While writing and designing your website you need to keep in mind the various web browsers which one can find out there. Simply because you use, say, Internet Explorer version 7 that does not mean that your visitors will also be using IE7. Countless web users are still using Internet Explorer 6 (still roughly 26% at the point in time I am writing this).

Actually, the top 10 browsers by market share (according to Net Applications) are:

IE6 - 26.2%
Firefox - 23.7%
IE7 - 19.9%
IE8 - 19.9%
Safari - 4.2%
Chrome -3.2%
Opera - 2.4%
Netscape -.3%
Mozilla -.1%
Konqueror and
IE5 -.04%

Okay, I know the percentages do not add up to 100%, but that is due to rounding. It is still close enough to give you an idea.

As you can see you are going to need to test your site on a number of different browsers to make sure that at least the majority of visitors can see what you have to offer. What is the point of limiting your market to just IE7 (just because that is what you use). You could potentially be restricting your market to 20% of internet users, which is just not enough.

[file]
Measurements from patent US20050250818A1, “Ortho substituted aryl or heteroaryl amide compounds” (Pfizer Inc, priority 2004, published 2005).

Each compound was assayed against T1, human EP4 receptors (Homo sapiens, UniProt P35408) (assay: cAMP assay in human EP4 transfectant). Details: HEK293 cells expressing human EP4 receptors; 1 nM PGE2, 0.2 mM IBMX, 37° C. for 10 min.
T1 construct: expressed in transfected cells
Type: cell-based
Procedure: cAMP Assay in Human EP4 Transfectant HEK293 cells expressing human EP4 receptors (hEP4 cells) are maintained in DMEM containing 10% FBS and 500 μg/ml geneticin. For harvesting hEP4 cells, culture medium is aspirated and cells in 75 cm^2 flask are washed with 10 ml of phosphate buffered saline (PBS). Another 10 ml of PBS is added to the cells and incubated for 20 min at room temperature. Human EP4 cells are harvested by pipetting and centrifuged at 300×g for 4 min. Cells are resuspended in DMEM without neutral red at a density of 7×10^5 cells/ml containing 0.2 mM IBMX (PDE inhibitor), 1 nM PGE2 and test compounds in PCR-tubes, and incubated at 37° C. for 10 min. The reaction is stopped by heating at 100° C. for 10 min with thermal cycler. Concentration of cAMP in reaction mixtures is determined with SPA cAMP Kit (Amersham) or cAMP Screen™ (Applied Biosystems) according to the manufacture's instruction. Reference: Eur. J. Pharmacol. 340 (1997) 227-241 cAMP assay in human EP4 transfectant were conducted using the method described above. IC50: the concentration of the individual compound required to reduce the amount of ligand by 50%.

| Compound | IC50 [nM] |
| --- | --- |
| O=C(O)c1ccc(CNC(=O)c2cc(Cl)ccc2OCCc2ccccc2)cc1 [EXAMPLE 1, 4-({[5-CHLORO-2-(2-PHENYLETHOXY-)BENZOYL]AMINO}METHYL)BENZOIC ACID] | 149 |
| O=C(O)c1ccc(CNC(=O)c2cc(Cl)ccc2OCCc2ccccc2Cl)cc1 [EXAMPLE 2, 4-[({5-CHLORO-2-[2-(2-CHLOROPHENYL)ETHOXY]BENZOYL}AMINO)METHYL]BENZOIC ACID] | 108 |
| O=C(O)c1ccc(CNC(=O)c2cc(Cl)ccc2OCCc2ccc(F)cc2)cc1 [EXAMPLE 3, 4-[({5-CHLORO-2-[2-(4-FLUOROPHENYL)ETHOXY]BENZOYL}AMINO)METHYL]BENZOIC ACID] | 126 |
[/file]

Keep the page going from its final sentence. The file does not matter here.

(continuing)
One option is to install multiple browsers on your computer, this will work for some of the but not others. For example, I believe that you can only install Internet Explorer once on each windows machine. If you have more than one Windows machine around (like say a laptop or netbook) then you can have each one with a different version.

One other problem is testing Mac browsers on a Windows machine and vice versa. There are online solutions to that issue and I will go into them later.

As for the other browsers, it is easy to install each one on your computer, just do a web search to find out where to download each one and install it. You may decide to skip the last few on the list as they account for such a tiny amount of internet users, I will leave that decision up to you.

Now when you update or write a new page for your website, or when you are starting with a new design, check how it looks and handles on each of the different browsers you have installed. Watch for anything that just doesn't look right. One of the biggest problems is with your CSS (Cascading Style Sheet) especially with IE8.

Fixing all the bugs you find during your test will save you a lot of frustration in the future. Doing this test before you have 100's of pages online which only work in IE7 will save you so much time in later repairs.

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Posted by Jenny on Wednesday, September 7, 2011